Housing market is looking healthier

Allister Heath
THE long upwards run for house prices has ground to a halt. The recent history of UK house prices has confounded many commentators: values plunged when the credit crunch hit, albeit not as much as in the US, then regained over half of their losses over the past year. The present return to stagnation makes more sense: property remains expensive on price to earnings valuation measures and the last thing anybody needs is another property bubble, followed by another financial crisis.

So even home owners and property investors should breathe a sigh of relief on the news that the Land Registry – the most comprehensive measure – has reported that house prices in England and Wales fell by 0.2 per cent month-on-month in May. This followed a modest increase of 0.2 per cent in April and a drop of 0.1 per cent in March – in other words, the market is going nowhere. The year-on-year increase in house prices eased back to 8.2 per cent in May from 8.5 per cent in April.

Over time, house prices tend to rise by roughly the same rate as nominal GDP – around 6.5 per cent this year. We may well end up at that rate of growth for 2010 as a whole, which would indicate a return to some sort of rationality, albeit from an excessively high price base.

Another way to look at all of these numbers is to say that property is a good way to enjoy the benefits of economic growth while hedging for inflation. The retail price index, a broader measure of inflation than the official consumer price index, is up by 5.1 per cent over the past year; this is beginning to have a substantial effect on those who hold cash or gilts. As investors understand this, they will buy property and sell cash.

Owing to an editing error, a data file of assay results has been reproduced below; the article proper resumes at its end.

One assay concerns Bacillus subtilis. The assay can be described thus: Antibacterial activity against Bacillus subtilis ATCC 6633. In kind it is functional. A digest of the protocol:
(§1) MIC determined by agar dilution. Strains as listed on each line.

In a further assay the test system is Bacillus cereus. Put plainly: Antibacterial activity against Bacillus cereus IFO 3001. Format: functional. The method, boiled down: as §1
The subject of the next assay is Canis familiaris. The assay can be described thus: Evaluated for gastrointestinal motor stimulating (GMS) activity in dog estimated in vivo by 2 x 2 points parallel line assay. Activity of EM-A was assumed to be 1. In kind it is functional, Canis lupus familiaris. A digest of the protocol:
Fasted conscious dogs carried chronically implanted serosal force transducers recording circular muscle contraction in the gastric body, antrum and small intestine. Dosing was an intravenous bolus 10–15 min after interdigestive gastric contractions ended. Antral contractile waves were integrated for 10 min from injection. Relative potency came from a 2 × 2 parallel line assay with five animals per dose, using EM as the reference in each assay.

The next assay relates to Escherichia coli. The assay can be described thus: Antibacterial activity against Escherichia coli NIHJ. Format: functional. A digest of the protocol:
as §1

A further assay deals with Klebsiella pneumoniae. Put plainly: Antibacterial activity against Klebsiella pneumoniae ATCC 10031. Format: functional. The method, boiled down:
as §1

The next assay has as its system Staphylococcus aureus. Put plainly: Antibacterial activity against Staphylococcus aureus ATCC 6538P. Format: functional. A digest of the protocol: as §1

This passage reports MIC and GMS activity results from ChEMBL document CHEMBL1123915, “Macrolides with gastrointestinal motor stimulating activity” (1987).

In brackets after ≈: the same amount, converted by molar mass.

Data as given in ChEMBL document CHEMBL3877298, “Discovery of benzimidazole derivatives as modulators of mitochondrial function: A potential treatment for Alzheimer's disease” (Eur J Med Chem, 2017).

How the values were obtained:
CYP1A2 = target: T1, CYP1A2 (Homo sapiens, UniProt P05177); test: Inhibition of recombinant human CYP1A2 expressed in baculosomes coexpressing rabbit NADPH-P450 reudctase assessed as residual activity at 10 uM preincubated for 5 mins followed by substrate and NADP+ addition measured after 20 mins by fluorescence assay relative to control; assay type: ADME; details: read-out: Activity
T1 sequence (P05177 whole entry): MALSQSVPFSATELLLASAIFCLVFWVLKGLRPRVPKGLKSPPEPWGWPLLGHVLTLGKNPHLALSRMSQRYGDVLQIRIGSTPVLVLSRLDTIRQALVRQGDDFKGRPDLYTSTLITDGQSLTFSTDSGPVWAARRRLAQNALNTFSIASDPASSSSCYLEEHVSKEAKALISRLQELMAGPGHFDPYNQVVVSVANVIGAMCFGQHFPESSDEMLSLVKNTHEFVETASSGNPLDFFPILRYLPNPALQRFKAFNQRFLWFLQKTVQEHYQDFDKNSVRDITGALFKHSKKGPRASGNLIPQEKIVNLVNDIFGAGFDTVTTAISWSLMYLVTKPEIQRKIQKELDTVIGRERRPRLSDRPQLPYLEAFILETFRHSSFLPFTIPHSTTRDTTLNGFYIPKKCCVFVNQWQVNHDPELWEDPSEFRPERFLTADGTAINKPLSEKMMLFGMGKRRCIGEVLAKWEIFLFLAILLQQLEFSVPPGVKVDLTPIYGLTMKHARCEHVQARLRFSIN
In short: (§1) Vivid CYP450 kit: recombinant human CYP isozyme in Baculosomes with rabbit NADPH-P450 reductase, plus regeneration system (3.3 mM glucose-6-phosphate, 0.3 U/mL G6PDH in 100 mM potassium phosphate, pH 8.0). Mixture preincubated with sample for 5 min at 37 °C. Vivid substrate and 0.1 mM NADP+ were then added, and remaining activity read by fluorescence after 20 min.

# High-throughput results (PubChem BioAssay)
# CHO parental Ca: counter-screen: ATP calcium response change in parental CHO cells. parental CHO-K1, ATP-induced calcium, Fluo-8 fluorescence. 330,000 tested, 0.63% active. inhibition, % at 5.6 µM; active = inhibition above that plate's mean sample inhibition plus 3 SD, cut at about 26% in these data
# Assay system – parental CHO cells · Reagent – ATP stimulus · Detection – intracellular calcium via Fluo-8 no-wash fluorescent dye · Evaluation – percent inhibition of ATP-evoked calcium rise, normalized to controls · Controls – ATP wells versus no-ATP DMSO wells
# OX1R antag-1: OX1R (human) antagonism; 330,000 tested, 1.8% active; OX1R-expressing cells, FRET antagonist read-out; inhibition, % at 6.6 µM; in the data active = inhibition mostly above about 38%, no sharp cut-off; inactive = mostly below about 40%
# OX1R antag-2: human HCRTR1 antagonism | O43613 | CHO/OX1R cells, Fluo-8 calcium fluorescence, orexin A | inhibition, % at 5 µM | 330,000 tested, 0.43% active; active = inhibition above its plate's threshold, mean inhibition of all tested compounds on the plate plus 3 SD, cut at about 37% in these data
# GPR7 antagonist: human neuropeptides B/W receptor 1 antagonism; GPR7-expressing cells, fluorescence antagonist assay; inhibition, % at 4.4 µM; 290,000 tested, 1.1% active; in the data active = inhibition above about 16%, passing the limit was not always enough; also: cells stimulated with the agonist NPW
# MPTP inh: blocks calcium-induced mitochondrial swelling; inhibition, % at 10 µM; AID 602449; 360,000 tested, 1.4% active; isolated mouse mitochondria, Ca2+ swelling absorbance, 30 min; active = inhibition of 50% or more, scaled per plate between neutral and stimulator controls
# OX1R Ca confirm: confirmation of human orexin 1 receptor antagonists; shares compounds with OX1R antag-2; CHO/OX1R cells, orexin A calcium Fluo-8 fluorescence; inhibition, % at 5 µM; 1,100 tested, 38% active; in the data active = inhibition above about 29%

There is more good news for house prices. Primary residences do not incur capital gains tax. The hike in CGT to 28 per cent for top earners (and the failure to reintroduce indexation for inflation) has made equities, buy-to-let properties and other investments less attractive, as these are taxable – but the rise has increased the incentive for people to buy even larger primary homes. It makes more sense to spend £150,000 on redoing or expanding one’s home than to purchase an investment property.

Buying property in and around London is partly a bet on the future health of the UK economy and of the financial and business services industry. Deleveraging, the bank tax and the US banking reforms will all cramp employment and earnings growth. However, real nasties, such as truly crippling tax hikes on incomes and profits or a Tobin tax, have been avoided. Public spending will be squeezed across the UK but London and the South East, the least socialised regions, will suffer the least from this retrenchment and have the most to gain from increased growth in emerging markets. Many global investors have been reassured by the coalition’s election and especially George Osborne’s Budget, which was better than expected on the deficit and not as bad as feared on competitiveness-destroying tax hikes. The City and Canary Wharf are unlikely to become a desert of empty offices any time soon, and Russian and Middle Eastern demand for Mayfair assets is unlikely to dry up.

On balance, house prices are still over-valued. But as long as prices remain stable for the next year or so, the market will soon begin to look much healthier for investors.